The third Gaza War of July-August, 2014, did not alter the confrontation between Israel and Hamas(the Islamic Resistance Movement) in any significant way. As in the previous two military clashes since Hamas took over the Gaza strip inJune, 2007, it revolved around the demands of Hamas for a loosening of the blockade of Gaza, and ended with the blockade still essentially intact.
As recounted in the current edition of Israel/Palestine, the Hamas regime in Gaza did not receive general recognition since it did not meet the three conditions posed by the international community: recognition of Israel, renunciation of violence, and respect for previous agreements (primarily theOslo accords). Israel and Egypt, controlling the only land access to the Gaza strip, instituted tight border controls designed to limit the flow of goods to that needed for basic subsistence, and thus to bring pressure for a restoration of Palestinian Authority (PA) control.
Israel also instituted a naval blockade of Gaza’s coastline, on the grounds that Hamas control of Gaza was illegitimate and that the organization was a hostile force that considered itself at war with Israel. The basic strategy of squeezing Gaza to undermine Hamas rule there was generally supported not only by Egypt but also by the United States and other Western states.
The blockade was never total; “humanitarian” supplies (food and medicine) were allowed to pass, and in 2010, following the Mavi Marmara clash between the Israeli navy and a Turkish ship challenging the blockade, the blockade was further relaxed for non-military goods. But Hamas and others challenged the legality of the blockade on grounds that it constituted collective punishment of an entire population, contrary to a key principle of international law.
Israel defended it actions on grounds that the Hamas regime in Gaza was illegitimate and hostile, that blockade was a lawful measure in international conflicts, and that if it were interpreted as (illegal) “collective punishment” then no blockade would ever be legal. In any event, Israel argued thatlike any state it had control of its own land borders, and that the naval blockade had been ruled legal by the UN commission that had investigated the Mavi Marmara affair (and had generally been highly critical of Israel).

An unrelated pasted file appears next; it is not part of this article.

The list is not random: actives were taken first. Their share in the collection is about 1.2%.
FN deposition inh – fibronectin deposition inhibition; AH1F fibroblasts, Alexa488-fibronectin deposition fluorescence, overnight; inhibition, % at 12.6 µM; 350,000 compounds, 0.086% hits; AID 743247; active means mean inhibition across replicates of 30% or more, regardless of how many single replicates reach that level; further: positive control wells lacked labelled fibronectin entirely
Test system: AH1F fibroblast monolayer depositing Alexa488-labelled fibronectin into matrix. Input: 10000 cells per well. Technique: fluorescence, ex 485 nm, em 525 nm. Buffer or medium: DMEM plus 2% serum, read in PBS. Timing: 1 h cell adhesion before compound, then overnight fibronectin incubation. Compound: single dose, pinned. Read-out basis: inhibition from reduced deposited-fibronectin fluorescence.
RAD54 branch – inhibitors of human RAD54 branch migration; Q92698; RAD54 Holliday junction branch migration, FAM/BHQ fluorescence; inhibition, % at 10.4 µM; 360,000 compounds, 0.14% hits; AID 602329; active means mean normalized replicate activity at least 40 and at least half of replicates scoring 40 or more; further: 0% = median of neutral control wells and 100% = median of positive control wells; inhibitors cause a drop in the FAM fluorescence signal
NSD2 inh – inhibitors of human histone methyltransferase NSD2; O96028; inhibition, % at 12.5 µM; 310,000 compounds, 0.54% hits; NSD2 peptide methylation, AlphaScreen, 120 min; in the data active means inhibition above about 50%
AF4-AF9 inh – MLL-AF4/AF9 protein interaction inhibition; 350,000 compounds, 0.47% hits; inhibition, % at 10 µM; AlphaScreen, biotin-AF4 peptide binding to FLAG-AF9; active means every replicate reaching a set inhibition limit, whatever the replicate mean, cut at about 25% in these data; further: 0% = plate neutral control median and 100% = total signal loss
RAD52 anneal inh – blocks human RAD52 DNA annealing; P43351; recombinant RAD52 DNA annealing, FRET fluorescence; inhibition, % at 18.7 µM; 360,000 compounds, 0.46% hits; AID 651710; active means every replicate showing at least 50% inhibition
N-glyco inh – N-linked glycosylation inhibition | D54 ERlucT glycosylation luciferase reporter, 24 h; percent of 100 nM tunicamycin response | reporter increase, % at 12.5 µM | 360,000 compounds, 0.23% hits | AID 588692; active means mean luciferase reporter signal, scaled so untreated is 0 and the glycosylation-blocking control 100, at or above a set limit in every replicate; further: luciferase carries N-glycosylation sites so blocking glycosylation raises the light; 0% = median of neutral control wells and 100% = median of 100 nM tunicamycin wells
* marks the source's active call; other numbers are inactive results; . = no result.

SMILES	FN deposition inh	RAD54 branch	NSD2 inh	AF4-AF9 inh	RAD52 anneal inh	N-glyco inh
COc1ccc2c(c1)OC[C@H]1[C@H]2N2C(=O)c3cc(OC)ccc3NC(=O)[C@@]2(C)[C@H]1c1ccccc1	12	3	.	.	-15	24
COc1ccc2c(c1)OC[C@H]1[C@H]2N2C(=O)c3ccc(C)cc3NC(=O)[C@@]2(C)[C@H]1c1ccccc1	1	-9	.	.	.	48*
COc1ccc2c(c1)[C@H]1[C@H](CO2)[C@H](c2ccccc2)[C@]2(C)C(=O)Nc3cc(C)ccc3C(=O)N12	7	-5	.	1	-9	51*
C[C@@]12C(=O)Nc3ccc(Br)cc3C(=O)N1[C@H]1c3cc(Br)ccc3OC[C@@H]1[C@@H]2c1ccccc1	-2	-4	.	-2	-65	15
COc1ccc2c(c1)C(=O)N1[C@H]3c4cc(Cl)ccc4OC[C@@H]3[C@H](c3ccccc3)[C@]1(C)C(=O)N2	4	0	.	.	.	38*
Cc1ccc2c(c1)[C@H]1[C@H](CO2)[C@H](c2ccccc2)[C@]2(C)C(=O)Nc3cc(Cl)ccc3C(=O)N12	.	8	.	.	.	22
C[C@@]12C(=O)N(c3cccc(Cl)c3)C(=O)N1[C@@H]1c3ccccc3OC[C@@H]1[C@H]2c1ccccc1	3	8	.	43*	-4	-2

Hamas challenged the blockade not only on the legal front, but also on the ground. Activists staged periodic attacks on border posts, and in 2008 forced a major breach in the wall on the Egyptian border through which a significant proportion of Gaza’s population temporarily streamed to secure wanted goods. Over the years hundreds of tunnels – an estimated 1200 in all – were dug under the Egyptian frontier, providing not only consumer goods but also construction materials and military supplies (Israel could of course take thisflow of goods into account when calculating how much to allow through the regular border crossings). But the mostdirect form of pressure on Israel, as Hamas leaders saw it, was the threat of rocket attack directly on cities and towns in Israel.
There had been sporadic use of primitive home-made rockets from Gaza since Israel had withdrawn its soldiers and settlers from there in 2005. After the blockade was instituted, Iranian expertise was tapped to improve domestic production, and more sophisticated Iranian and Syrian missiles were smuggled in through the tunnels on the Egyptian border. Israel responded to the rockets with air attacks on launching sites and rocket facilities, but such attacks were of limited effectiveness in the dense urban areas of Gaza, and inevitably inflicted civilian casualties that brought international censure.
Cease-fires were negotiated but eventually fell apart; when one cease-fire expired in December, 2008, it was followed by the three-week war of 2008-09, described on pp. 204-206 of Israel/Palestine. Though Hamas announced that it would not accept another cease-fire without an end to the blockade, in the end it allowed a unilateral Israeli cease-fire to take hold with the blockade still in place. Rocket launchings from Gaza fell to a sporadic level in the following period, but Hamas claimed victory by virtue of the simple fact that, despite heavier losses (1400 Palestinians and 13 Israelis killed), it had survived moreor less intact despite Israeli military superiority.
Four years later, in November 2012, Hamas once again launched rocket attacks and announced that it would not accept another cease-fire without an end to the blockade. This second Gaza War involved eight days of rocket attacks and Israeli bombings, with 158 Palestinians and 6 Israelis killed. It ended with an Egyptian cease-fire proposal that included a promised re-opening of border crossings into Gaza, but left Israel (and Egypt) still in control of the actual flow of goods and people – that is, with the blockade still in place. During this episode an Israeli anti-missile system designed to intercept short-range missiles – the “Iron Dome” — first came into widespread deployment. Proponents of the Iron Dome cited a success rate of 85-90 percent in intercepting rockets launched from Gaza, though some experts disputed this claim.
Once again, in the immediate aftermath of the war the incidence of rocket launchings from Gaza dropped precipitously (from 2248 in 2012 to 41 in 2013). But this time the lull between wars did not last as long. By early 2014 the pressures on Hamas were building. The 2013 coup in Egypt had replaced a government led by the Muslim Brotherhood – of which Hamas was formally a branch – with a government led by General Abdel Fattah al-Sisi that suppressed the Brotherhood.